Fans of Virat Kohli believe that India's ascendancy in world cricket is largely due to him as captain. This is an erroneous conclusion, bereft of serious deep-dive into the data.

Did India win under Virat because of his leadership skills, or because Virat had the good fortune of leading a team that consisted of greats like Virat, the batter, himself?

Virat took over Test captaincy from M S Dhoni who captained India in 60 Tests and had a winning percentage of 45.

Before Dhoni, Sourav Ganguly too had a winning percentage of 43.

The captaincy Test records of Dhoni and Ganguly are, of course, inferior to that of Virat Kohli, but in terms of lifting India from a winning percentage of 12 under Kapil Dev, 29 under Mohammad Azharuddin and 16 under Sachin Tendulkar, credit should be given to Ganguly who raised India's Test record by a staggering 27 percentage points from the record that he inherited.

Ganguly captained India in 49 Tests and is seen as the original transformational leader of the Indian cricket team. Dhoni and Virat built on the solid foundation laid by Ganguly.

In terms of overall leadership impact under Ganguly, India won 11 Tests in 28 played overseas. Under his captaincy, India won the NatWest Trophy and ICC Champions Trophy in 2002.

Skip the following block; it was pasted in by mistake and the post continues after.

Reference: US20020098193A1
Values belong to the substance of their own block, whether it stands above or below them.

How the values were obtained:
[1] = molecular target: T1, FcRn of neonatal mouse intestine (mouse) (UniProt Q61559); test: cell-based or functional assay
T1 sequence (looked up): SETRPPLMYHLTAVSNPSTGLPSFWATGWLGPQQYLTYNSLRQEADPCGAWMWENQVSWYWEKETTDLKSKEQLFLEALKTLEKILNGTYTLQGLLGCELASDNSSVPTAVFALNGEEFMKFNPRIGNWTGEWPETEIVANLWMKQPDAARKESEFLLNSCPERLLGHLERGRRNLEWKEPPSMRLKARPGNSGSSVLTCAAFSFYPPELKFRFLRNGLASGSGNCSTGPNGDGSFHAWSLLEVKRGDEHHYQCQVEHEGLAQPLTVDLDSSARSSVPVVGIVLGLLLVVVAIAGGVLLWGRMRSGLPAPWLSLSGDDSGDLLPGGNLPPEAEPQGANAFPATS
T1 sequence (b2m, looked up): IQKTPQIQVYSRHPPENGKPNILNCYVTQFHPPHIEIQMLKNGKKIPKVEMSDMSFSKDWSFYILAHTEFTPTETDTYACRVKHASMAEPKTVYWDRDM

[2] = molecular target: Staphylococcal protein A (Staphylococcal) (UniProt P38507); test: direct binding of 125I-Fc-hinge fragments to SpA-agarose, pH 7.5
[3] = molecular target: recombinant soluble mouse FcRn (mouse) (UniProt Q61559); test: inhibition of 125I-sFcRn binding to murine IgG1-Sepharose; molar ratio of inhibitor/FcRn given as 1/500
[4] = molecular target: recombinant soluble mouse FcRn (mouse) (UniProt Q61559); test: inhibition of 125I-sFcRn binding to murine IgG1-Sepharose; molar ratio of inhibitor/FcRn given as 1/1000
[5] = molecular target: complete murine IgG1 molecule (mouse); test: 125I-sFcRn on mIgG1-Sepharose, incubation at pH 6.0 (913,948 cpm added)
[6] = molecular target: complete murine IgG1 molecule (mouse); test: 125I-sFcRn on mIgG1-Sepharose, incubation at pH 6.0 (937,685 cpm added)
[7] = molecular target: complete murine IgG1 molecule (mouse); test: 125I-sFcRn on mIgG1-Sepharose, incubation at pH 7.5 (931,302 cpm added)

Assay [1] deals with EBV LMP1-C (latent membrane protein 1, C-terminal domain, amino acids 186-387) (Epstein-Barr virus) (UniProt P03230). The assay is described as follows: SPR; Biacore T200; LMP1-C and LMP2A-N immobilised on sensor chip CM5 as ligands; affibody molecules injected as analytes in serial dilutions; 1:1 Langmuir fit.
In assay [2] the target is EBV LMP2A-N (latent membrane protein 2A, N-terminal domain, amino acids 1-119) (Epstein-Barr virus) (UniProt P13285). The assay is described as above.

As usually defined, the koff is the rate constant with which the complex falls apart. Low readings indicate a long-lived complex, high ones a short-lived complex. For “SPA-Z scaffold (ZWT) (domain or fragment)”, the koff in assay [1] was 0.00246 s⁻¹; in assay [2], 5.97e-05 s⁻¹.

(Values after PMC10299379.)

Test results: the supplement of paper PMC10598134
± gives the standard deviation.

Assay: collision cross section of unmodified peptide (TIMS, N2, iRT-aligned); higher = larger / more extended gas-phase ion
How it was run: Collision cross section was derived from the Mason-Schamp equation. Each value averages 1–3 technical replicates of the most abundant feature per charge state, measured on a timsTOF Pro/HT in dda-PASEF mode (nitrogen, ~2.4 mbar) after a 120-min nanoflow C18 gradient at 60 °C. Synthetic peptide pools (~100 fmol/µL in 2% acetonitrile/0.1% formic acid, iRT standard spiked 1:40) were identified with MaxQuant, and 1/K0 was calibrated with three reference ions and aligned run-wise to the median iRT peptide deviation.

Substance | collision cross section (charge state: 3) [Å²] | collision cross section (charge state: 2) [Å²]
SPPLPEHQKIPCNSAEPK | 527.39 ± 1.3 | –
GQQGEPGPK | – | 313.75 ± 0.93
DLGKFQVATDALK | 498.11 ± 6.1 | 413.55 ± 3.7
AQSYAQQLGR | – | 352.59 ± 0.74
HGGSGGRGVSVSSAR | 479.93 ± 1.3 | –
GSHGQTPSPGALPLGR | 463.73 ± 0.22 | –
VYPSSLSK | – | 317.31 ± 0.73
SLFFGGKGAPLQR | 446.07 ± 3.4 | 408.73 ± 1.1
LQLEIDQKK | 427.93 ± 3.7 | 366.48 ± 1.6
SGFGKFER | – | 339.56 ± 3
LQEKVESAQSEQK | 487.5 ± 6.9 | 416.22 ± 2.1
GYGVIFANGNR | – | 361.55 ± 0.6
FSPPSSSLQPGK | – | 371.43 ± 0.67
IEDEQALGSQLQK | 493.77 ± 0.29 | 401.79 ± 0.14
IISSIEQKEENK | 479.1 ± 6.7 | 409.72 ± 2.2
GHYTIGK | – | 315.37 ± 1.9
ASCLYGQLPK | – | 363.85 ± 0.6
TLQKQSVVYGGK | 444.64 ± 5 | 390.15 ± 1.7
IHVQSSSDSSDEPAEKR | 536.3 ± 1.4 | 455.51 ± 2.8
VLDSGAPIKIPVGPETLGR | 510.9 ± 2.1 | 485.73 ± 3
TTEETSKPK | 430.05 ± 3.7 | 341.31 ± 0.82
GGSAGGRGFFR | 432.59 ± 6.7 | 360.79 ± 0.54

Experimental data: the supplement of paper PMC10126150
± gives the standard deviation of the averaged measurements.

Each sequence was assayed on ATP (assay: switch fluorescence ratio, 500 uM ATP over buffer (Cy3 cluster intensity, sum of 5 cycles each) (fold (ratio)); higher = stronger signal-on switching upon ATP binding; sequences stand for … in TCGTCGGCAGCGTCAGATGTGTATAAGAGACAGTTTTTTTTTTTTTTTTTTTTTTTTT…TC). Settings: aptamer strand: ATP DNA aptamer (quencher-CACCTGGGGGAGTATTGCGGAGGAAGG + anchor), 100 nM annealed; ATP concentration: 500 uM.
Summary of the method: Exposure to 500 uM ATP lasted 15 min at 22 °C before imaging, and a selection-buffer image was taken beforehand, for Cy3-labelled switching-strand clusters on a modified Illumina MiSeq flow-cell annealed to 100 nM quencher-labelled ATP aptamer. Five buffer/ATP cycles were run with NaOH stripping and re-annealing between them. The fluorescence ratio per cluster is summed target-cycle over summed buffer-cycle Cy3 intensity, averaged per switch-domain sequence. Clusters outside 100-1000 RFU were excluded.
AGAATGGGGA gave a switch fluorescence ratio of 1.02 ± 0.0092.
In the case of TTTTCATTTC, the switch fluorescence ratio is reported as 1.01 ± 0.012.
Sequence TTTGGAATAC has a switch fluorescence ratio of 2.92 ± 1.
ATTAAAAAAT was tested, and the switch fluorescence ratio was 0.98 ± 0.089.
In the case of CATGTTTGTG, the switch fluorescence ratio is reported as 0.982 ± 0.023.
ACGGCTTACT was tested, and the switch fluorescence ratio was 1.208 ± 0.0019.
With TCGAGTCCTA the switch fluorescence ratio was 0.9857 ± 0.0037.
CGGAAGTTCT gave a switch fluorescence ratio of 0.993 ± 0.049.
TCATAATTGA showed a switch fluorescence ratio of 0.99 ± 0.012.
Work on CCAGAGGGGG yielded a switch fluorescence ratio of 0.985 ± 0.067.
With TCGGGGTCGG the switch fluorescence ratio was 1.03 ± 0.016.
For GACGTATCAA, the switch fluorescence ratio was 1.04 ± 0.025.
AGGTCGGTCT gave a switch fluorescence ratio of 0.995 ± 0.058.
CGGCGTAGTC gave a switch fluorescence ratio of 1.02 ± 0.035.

Under Dhoni, the Indian team won all the ICC trophies -- the inaugural T20 World Cup in 2007, the ODI World Cup in 2011 and the Champions Trophy in 2013. These are only limited over trophies, but the Test series championship had not started during the reigns of Ganguly and Dhoni.

My limited point here is that India hasn't won any ICC trophy under Kohli, and the acid test of captaincy comes in the big ticket tournaments.

A team of prolific run-scorers and wicket-takers needs that extra support from the leader to keep their heads level in championship events.

Steve Waugh scored his only away-from-home century in ODIs in the epic Super 6 stage of the 1999 World Cup against South Africa.

When Waugh arrived at the crease, Australia were 3 down for 48 and had to chase 271 to win.

Waugh urged a young Ricky Ponting to play aggressively and guided him to an important score of 69.

Waugh, the captain, then played with Michael Bevan and Tom Moody to score an elimination-saving century. He guided his teammates throughout his stay at the crease. This was leadership in motion.